Ireland Elected to U.N. Commission on the Status of Women for First Time

By R. Bryan Willits, Editorial Assistant
June / July 2016

In April, Ireland was elected to the UN Commission on the Status of Women for the first time during its U.N. membership. Charles Flanagan, Irish Minister for Foreign Affairs and Trade said at the time that Ireland “will use this opportunity to strengthen the Commission’s role and to build on our international engagement on the full realization of the rights of women and girls.”

The election came a month before Ireland was roundly criticized by U.N. member states for its “restrictive abortion regime” in Geneva in May during its second Universal Periodic Review, which allows member states to pose human rights-related questions. Ireland faced questioning and skepticism for Article 40.3.3 of the Constitution, which states that “the biological existence of a fetus is put on an equal basis with the right to life of a pregnant woman.” ♦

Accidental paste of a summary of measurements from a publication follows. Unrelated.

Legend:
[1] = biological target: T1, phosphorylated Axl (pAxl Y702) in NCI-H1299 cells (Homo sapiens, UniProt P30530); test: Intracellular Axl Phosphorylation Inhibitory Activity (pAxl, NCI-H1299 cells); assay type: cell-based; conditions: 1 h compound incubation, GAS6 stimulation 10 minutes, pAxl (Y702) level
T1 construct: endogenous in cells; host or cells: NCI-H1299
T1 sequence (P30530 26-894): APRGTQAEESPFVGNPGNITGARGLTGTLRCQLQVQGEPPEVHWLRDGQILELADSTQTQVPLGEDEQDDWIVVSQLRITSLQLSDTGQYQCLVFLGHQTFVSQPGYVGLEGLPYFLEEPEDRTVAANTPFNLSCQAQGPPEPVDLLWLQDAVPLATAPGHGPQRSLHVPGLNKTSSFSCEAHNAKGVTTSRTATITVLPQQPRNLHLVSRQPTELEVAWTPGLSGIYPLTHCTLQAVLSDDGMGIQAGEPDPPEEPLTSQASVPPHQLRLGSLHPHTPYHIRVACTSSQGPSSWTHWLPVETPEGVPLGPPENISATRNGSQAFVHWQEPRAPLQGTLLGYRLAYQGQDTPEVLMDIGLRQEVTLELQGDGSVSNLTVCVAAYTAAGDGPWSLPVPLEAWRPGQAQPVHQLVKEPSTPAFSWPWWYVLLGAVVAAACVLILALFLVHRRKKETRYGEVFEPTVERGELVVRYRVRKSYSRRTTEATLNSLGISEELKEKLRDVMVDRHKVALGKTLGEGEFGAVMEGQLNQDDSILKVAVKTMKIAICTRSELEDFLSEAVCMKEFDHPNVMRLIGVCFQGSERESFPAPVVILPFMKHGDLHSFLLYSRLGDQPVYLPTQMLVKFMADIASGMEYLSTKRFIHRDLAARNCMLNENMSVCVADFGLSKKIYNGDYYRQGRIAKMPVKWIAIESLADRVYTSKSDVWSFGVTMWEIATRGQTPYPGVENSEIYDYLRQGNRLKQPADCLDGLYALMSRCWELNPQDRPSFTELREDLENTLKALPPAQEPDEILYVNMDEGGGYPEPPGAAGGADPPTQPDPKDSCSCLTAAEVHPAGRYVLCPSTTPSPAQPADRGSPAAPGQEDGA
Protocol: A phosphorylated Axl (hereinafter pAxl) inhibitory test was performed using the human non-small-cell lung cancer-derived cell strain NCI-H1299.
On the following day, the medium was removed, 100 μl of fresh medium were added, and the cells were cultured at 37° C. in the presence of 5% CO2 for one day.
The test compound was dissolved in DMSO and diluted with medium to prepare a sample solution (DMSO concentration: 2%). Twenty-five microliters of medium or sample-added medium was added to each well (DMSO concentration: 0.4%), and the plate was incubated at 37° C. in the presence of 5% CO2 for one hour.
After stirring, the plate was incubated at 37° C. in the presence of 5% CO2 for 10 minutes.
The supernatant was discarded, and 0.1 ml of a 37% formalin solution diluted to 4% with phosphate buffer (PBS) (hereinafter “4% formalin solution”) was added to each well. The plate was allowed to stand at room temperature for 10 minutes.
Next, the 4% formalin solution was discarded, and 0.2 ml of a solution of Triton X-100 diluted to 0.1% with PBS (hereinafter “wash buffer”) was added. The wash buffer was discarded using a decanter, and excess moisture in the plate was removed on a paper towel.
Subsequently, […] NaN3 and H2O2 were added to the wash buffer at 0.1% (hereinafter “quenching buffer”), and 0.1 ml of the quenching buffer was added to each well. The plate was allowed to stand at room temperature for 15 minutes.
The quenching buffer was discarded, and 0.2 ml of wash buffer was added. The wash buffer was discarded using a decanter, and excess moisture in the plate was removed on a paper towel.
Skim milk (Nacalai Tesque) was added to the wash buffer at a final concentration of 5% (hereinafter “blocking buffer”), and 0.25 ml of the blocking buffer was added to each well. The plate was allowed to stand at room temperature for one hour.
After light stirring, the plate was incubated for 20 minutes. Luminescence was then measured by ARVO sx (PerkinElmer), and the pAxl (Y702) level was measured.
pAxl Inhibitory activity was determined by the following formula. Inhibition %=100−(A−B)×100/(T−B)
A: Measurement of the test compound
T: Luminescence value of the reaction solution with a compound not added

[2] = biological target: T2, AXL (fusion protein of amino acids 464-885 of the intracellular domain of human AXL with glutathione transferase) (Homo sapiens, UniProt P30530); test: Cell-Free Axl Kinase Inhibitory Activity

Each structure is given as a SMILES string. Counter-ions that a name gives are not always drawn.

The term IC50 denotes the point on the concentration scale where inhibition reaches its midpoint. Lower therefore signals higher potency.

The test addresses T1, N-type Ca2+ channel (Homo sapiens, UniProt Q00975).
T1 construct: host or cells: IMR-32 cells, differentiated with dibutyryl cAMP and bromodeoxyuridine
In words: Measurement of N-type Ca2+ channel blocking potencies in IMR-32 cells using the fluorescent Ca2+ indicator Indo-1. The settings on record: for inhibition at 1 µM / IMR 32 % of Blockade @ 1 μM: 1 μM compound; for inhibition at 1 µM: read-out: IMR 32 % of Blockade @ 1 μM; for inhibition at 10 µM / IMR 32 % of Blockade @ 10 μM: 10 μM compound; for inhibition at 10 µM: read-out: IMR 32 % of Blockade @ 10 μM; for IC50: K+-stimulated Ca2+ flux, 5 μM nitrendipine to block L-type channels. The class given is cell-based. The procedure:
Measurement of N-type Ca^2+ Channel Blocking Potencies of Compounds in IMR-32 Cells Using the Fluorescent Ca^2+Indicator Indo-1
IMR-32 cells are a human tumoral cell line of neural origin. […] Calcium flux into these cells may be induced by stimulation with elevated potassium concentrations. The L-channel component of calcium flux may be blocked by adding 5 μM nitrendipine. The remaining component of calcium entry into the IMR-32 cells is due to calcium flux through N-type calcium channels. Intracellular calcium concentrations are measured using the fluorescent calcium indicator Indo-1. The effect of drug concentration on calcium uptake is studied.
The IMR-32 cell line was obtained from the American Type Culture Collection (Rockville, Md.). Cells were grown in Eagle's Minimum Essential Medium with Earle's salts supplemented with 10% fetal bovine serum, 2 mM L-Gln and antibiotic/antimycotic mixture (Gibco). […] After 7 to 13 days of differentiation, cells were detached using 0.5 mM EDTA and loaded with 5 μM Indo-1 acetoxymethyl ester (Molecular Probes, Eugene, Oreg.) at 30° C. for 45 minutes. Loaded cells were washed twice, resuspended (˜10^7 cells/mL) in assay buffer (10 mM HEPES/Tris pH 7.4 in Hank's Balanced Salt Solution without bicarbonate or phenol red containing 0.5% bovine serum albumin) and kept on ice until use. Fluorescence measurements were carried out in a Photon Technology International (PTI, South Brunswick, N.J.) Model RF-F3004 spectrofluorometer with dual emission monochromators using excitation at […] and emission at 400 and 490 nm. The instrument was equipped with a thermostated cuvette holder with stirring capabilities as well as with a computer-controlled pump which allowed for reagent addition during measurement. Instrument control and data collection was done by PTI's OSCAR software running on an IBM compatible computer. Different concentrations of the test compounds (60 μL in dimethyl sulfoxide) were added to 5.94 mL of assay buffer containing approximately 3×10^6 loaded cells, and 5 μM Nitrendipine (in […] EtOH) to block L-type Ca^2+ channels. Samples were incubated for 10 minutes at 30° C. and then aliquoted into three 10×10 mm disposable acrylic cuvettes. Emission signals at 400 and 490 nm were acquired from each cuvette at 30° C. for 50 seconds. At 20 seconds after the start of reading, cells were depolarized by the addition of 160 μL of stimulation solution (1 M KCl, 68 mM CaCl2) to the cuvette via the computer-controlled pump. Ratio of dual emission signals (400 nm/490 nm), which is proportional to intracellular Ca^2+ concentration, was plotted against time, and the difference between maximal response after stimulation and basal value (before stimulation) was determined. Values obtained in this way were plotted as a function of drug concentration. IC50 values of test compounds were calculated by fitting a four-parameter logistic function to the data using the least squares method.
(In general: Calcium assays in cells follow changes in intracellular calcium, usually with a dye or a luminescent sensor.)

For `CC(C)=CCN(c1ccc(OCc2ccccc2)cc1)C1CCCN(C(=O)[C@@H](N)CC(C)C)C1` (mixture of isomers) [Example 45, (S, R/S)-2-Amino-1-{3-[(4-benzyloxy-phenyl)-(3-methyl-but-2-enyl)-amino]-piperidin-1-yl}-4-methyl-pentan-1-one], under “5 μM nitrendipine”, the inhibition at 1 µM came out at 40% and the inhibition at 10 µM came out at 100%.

Leave a Reply




Share



More Articles

Ireland Announces Online Passport Applications

In March the Irish government rolled out a major change to its passport issuing office, allowing Irish citizens to...

More

Record Number of Irish Passports Issued in 2016

Arecord number of Irish passports were issued in 2016, the Irish Department of Foreign Affairs announced in January. In...

More

Sligo Named European Volunteering Capital 2017

In January, Sligo was announced as the European Volunteering Capital for 2017, beating out other European cities like...

More

Irish Government Funds Aid for Syria

In October, the Irish government made a contribution of €5 million ($5.55 million) to the Turkey Refugee Facility for...

More